Jurors in the 1967 federal civil rights conspiracy trial of the murder of three civil rights workers in 1964, or their survivors interviewed recently by The Clarion-Ledger revealed that during deliberations a lone juror told others on the panel she could never vote guilty against Edgar Ray "Preacher" Killen for one reason - she could never convict a preacher.
For jurors in Mississippi's most famous multiple civil rights murder case, threats and intimidation didn't stop with guilty verdicts. For six weeks after the verdicts, jurors said U.S. marshals guarded their homes saying the jurors had been threatened.
To many in the nation, the killings define Mississippi. To many in Mississippi, the killings define a past they'd rather forget. Now, 33 years after the trial, with many of the original 18 defendants still living, the state of Mississippi may do what it's never done - prosecute them for murder.
A suspect in the infamous 1963 church bombing here that killed four girls says he’s innocent of that crime and has never harmed anyone black. But according to his son and FBI documents, Bobby Cherry admitted taking part in the 1957 violent assault on a civil rights leader trying to enroll his children in a Birmingham school. Those revelations could become evidence against the 70-year-old Bobby Cherry in his scheduled Dec. 4 murder trial.
In an interview with The Clarion-Ledger, Bobby Cherry confirmed he spent a few weeks at Bryce Hospital, a state mental institution in Tuscaloosa, but said it was not because he was having mental problems. “It was totally a mess,” he said. “The doctor didn’t talk to me but once or twice.”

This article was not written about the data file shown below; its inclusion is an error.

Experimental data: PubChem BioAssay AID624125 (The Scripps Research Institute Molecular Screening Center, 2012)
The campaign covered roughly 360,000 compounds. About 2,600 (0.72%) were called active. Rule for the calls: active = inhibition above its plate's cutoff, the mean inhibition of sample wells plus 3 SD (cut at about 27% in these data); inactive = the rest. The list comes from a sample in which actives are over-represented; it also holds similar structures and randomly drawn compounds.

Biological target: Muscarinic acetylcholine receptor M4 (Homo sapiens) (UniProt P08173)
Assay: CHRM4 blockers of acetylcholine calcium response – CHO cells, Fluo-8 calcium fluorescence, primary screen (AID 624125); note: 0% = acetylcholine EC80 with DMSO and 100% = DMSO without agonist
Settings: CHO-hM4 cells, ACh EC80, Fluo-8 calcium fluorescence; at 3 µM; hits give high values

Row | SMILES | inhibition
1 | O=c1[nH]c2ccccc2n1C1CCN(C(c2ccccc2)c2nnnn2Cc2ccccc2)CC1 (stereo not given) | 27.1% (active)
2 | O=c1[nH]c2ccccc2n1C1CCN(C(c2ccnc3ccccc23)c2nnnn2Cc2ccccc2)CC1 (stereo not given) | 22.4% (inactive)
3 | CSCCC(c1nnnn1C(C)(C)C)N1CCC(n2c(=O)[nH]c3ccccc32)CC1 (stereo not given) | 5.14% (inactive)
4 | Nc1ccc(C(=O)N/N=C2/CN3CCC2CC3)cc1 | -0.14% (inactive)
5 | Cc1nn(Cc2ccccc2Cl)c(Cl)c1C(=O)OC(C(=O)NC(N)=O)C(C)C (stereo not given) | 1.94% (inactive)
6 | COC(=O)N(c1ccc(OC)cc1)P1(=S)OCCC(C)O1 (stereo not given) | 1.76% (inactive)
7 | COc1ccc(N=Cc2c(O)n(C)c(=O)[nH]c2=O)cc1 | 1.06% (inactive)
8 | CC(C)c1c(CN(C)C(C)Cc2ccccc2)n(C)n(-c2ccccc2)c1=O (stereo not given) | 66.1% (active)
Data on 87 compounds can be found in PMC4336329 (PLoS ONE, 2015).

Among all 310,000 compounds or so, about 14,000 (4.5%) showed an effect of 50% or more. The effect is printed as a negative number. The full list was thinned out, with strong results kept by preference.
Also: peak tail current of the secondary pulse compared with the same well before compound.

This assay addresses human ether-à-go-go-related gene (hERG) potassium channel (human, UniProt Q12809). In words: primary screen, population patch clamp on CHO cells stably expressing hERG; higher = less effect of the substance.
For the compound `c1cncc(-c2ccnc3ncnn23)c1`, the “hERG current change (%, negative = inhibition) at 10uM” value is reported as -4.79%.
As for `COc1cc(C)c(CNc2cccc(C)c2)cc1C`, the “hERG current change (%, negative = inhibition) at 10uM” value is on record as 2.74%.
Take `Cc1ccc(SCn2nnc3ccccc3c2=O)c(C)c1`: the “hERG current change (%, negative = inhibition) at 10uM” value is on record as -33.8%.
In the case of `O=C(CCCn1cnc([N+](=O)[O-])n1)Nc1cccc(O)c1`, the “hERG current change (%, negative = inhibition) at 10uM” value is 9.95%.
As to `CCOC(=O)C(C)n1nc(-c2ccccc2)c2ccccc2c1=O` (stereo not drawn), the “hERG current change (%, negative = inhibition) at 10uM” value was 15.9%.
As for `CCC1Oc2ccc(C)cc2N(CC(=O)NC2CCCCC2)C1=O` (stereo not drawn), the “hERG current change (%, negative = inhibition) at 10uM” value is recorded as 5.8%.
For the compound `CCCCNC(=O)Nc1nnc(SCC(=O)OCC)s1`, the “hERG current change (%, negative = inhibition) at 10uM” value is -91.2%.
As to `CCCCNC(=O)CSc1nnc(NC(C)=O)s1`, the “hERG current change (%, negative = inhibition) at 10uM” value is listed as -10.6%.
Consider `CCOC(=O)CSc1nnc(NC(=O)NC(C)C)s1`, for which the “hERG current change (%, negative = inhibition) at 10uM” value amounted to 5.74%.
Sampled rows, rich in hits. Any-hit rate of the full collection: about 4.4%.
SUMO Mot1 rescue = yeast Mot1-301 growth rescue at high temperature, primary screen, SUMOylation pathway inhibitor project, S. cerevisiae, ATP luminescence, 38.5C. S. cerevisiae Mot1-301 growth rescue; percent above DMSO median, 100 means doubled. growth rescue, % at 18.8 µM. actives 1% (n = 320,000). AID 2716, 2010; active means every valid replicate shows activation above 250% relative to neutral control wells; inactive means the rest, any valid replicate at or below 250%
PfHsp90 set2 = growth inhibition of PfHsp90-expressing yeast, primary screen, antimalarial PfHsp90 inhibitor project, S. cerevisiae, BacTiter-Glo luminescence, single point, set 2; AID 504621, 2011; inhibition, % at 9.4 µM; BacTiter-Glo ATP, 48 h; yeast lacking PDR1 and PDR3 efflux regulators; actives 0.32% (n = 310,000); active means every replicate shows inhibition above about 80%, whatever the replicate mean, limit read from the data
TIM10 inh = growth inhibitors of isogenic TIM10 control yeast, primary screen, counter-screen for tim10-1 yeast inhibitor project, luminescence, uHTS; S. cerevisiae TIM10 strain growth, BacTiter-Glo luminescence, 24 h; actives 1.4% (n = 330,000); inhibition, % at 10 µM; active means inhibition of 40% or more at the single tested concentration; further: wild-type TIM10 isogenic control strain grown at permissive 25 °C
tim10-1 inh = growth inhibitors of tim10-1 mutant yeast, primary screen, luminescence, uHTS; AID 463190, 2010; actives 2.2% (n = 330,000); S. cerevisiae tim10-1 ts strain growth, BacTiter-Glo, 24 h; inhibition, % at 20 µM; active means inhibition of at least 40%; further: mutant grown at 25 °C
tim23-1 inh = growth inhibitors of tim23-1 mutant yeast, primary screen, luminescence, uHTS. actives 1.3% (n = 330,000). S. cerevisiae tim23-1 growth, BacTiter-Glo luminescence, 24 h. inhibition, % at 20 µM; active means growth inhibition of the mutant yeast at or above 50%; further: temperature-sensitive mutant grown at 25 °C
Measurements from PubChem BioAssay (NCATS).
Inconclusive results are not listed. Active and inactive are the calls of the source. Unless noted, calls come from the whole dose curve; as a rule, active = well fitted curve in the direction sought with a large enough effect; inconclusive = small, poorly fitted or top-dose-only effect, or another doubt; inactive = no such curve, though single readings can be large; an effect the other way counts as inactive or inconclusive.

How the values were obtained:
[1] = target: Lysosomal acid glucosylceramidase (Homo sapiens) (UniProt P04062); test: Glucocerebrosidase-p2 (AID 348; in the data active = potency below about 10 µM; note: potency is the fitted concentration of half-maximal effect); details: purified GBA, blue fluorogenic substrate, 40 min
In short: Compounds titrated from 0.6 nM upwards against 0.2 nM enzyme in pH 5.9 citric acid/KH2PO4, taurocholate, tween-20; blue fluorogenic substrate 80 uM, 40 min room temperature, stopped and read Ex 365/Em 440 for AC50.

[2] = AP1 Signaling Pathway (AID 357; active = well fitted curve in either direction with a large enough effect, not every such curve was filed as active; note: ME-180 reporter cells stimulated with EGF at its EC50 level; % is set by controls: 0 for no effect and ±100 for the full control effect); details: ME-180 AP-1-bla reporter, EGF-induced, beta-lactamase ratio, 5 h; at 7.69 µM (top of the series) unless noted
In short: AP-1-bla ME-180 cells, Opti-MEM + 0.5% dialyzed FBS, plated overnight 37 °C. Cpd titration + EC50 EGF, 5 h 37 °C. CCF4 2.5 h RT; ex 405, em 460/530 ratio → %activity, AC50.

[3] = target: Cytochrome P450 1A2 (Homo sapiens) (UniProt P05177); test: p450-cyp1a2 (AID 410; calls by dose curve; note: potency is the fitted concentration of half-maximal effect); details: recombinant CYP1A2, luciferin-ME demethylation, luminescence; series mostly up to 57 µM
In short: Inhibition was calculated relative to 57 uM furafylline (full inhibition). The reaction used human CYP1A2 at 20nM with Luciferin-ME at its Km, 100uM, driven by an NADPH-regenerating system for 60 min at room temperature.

For 35 years, Bobby Frank Cherry has been an FBI suspect in the 1963 Birmingham church bombing that killed four girls, and his alibi has gone unchallenged. The 69-year-old retired truck driver maintains he was home the night the bomb was planted because he was watching wrestling on TV — and shares a sworn affidavit to prove it.
There’s at least one problem with that alibi. There was no televised wrestling for Cherry to watch.
A Texas woman who appeared Wednesday before a federal grand jury implicated her grandfather in the 1963 Birmingham church bombing that killed four girls. The woman's remarks are the first public indication that authorities have at least one new witness in the renewed federal investigation into the bombing, a moment in U.S. history that inspired many to join the civil rights movement.
1963 killings of 4 girls in church is reopened. Robert Chambliss was being tried for scheming to plant dynamite beneath the 16th Street Baptist Church 14 years earlier. Four girls had been preparing for a special youth service when they were blown apart by a bomb.
The man who once headed the nation's most violent Ku Klux Klan organization admitted he thwarted justice in the 1964 killings of three civil rights workers and said he didn't mind going to prison because a fellow Klansman got away with murder.